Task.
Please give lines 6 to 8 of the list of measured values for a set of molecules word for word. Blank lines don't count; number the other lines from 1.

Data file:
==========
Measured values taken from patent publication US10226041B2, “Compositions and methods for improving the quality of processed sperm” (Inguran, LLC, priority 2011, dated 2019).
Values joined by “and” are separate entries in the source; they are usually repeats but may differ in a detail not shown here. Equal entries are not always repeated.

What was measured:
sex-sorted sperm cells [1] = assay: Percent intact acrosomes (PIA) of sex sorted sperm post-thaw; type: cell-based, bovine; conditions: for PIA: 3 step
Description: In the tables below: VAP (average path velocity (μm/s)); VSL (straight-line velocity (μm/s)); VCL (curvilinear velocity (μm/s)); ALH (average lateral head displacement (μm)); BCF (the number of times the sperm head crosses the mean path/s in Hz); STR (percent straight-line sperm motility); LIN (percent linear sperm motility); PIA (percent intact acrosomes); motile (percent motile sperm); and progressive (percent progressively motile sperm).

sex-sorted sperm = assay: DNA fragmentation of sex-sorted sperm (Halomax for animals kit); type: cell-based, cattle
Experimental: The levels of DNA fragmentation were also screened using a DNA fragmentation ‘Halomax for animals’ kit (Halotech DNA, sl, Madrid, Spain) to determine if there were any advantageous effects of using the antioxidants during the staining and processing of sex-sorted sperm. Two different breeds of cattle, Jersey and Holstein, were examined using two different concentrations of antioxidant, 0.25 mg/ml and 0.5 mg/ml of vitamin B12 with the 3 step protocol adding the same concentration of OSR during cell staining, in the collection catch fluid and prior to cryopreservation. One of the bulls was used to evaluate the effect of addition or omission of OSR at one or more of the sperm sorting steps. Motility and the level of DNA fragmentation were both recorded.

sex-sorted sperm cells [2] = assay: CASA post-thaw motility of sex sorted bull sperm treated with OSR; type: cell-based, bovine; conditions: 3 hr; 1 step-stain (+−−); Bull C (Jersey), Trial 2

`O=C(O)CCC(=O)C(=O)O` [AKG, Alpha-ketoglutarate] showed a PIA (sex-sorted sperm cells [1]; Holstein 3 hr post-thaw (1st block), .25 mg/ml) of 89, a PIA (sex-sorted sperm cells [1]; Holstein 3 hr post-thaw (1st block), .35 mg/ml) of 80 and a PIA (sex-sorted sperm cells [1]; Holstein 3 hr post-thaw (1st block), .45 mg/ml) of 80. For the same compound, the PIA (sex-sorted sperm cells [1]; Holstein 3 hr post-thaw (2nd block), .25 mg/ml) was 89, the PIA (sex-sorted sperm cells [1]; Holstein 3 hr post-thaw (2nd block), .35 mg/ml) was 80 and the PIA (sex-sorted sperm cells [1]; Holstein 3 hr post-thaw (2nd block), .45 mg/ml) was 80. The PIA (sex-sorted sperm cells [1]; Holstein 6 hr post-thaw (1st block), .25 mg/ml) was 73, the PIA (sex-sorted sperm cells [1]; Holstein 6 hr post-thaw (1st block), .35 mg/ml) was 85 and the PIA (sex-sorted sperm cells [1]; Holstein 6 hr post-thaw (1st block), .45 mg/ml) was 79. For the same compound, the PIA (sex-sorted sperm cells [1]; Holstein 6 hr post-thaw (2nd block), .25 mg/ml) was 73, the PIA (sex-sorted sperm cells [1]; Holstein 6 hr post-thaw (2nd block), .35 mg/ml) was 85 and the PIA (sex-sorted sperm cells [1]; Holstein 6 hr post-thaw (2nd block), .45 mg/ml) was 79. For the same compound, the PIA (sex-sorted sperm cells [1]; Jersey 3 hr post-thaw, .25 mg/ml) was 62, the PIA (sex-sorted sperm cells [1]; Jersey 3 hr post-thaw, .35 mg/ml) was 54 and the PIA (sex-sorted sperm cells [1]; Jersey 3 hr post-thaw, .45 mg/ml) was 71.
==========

sex-sorted sperm = assay: DNA fragmentation of sex-sorted sperm (Halomax for animals kit); type: cell-based, cattle
Experimental: The levels of DNA fragmentation were also screened using a DNA fragmentation ‘Halomax for animals’ kit (Halotech DNA, sl, Madrid, Spain) to determine if there were any advantageous effects of using the antioxidants during the staining and processing of sex-sorted sperm. Two different breeds of cattle, Jersey and Holstein, were examined using two different concentrations of antioxidant, 0.25 mg/ml and 0.5 mg/ml of vitamin B12 with the 3 step protocol adding the same concentration of OSR during cell staining, in the collection catch fluid and prior to cryopreservation. One of the bulls was used to evaluate the effect of addition or omission of OSR at one or more of the sperm sorting steps. Motility and the level of DNA fragmentation were both recorded.

sex-sorted sperm cells [2] = assay: CASA post-thaw motility of sex sorted bull sperm treated with OSR; type: cell-based, bovine; conditions: 3 hr; 1 step-stain (+−−); Bull C (Jersey), Trial 2